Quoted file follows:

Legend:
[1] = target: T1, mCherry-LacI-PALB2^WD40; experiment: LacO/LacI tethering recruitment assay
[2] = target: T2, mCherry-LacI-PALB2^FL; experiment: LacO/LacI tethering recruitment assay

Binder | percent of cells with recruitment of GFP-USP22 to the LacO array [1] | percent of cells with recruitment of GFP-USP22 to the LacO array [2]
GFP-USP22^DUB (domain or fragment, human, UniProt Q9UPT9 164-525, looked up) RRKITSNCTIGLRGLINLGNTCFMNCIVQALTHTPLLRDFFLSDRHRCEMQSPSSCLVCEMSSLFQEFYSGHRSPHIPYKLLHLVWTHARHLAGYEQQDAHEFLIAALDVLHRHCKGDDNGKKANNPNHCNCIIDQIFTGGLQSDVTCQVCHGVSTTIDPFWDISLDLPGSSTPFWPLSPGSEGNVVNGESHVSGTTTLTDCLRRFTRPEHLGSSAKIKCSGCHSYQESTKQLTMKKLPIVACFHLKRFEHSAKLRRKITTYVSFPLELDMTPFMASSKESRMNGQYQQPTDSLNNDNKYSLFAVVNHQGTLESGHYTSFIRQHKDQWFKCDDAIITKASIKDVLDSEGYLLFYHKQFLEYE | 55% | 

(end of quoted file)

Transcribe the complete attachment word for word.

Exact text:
Legend:
[1] = target: T1, mCherry-LacI-PALB2^WD40; experiment: LacO/LacI tethering recruitment assay
[2] = target: T2, mCherry-LacI-PALB2^FL; experiment: LacO/LacI tethering recruitment assay

Binder | percent of cells with recruitment of GFP-USP22 to the LacO array [1] | percent of cells with recruitment of GFP-USP22 to the LacO array [2]
GFP-USP22^DUB (domain or fragment, human, UniProt Q9UPT9 164-525, looked up) RRKITSNCTIGLRGLINLGNTCFMNCIVQALTHTPLLRDFFLSDRHRCEMQSPSSCLVCEMSSLFQEFYSGHRSPHIPYKLLHLVWTHARHLAGYEQQDAHEFLIAALDVLHRHCKGDDNGKKANNPNHCNCIIDQIFTGGLQSDVTCQVCHGVSTTIDPFWDISLDLPGSSTPFWPLSPGSEGNVVNGESHVSGTTTLTDCLRRFTRPEHLGSSAKIKCSGCHSYQESTKQLTMKKLPIVACFHLKRFEHSAKLRRKITTYVSFPLELDMTPFMASSKESRMNGQYQQPTDSLNNDNKYSLFAVVNHQGTLESGHYTSFIRQHKDQWFKCDDAIITKASIKDVLDSEGYLLFYHKQFLEYE | 55% | 